London Stock Ex

High speed electronic stock exchanges around the world face a possible data meltdown, as trading volumes grow exponentially with computers doing most of the selling and buying.

The grim prediction comes as regulators voice concerns about the exponential growth of data, with 61 per cent of share trading reportedly now computerised.

Mark van Rugt, head of sales at electronic trading technology firm RealTime Systems, told the Financial Times: “If a position is blowing up so fast without the exchange or clearing firm able to react or reverse positions, the firm itself could be in danger as well.”

It was “absolutely possible to bring an exchange to breaking point”, according to Frederic Ponzo, managing partner at consultancy GreySpark Partners, speaking to the newspaper. A disaster could take place, he said, through algorithmic messages being sent at “such a rate the exchange can’t cope”.

A 'technological arms race', as traders and stock exchanges spend millions of pounds on microsecond messaging, is increasingly being blamed for driving the data explosion.

A three-hour outage last year at the London Stock Exchange was attributed by some industry commentators to a spike in volumes from algorithmic trading, the FT reported. The LSE has now begun moving to a new Linux-based platfor, as well as a new ‘dark pool’ platform, in order to better handle algorithmic trades.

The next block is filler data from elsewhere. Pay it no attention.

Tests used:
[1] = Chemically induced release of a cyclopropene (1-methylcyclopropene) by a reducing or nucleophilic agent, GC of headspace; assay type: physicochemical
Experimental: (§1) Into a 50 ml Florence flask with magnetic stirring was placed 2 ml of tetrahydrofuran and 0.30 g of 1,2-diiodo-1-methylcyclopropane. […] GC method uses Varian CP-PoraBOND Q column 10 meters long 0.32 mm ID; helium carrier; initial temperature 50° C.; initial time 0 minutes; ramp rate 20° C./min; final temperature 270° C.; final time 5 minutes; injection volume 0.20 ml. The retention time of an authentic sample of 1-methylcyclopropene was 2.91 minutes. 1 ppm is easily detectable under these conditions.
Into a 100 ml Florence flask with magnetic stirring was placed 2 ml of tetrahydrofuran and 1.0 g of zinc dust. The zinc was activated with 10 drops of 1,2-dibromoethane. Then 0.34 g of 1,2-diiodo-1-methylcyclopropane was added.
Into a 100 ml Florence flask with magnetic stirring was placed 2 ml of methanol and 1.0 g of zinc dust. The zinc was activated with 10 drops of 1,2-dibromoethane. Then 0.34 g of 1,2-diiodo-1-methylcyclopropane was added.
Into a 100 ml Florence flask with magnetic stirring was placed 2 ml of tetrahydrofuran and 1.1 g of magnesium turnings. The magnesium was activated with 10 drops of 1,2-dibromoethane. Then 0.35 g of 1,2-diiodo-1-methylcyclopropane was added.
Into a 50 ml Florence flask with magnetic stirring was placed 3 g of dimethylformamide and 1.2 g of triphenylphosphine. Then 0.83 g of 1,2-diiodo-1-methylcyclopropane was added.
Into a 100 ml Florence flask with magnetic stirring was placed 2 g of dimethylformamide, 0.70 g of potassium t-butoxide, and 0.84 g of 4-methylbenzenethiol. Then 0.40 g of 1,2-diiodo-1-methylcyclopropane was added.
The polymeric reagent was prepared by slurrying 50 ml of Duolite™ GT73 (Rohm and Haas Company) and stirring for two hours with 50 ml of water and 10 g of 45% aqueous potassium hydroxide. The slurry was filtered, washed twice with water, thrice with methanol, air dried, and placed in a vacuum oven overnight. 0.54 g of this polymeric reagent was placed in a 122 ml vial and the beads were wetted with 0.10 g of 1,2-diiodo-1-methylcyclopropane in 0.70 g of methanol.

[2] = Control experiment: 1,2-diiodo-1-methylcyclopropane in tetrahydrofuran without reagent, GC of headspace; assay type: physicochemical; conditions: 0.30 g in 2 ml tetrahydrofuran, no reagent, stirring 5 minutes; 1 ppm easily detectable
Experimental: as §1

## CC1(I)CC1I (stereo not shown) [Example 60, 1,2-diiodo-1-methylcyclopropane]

Days ago, NYSE Euronext fined Credit Suisse $150,000 (£93,000) for failing to control its trading algorithms. The fine related to an instance two years ago, when Credit Suisse’s systems sent hundreds of “erroneous messages” to the NYSE platform, slowing down trading in 975 shares. There are other similar cases from different trading firms.

In 2007, an algorithm in use at a Goldman Sachs hedge fund misread the market, wiping $1.5 billion from its value.

As the battle heats for faster trade network messaging, the quest for fast delivery of share information and news is also intensifying. But it remains to be seen how successfully exchanges and traders will deal with the fast influx of new data.

Yesterday, a new service was launched offering instant machine reading and analysis of business news, on which high volume trading machines, including hedge funds, can effect new trades in milliseconds.

The NewsScope service from data firm Thomson Reuters reads and prioritises news articles relevant to traders. The idea, according to the company, is to enable firms to trade shares “before the information moves the market”.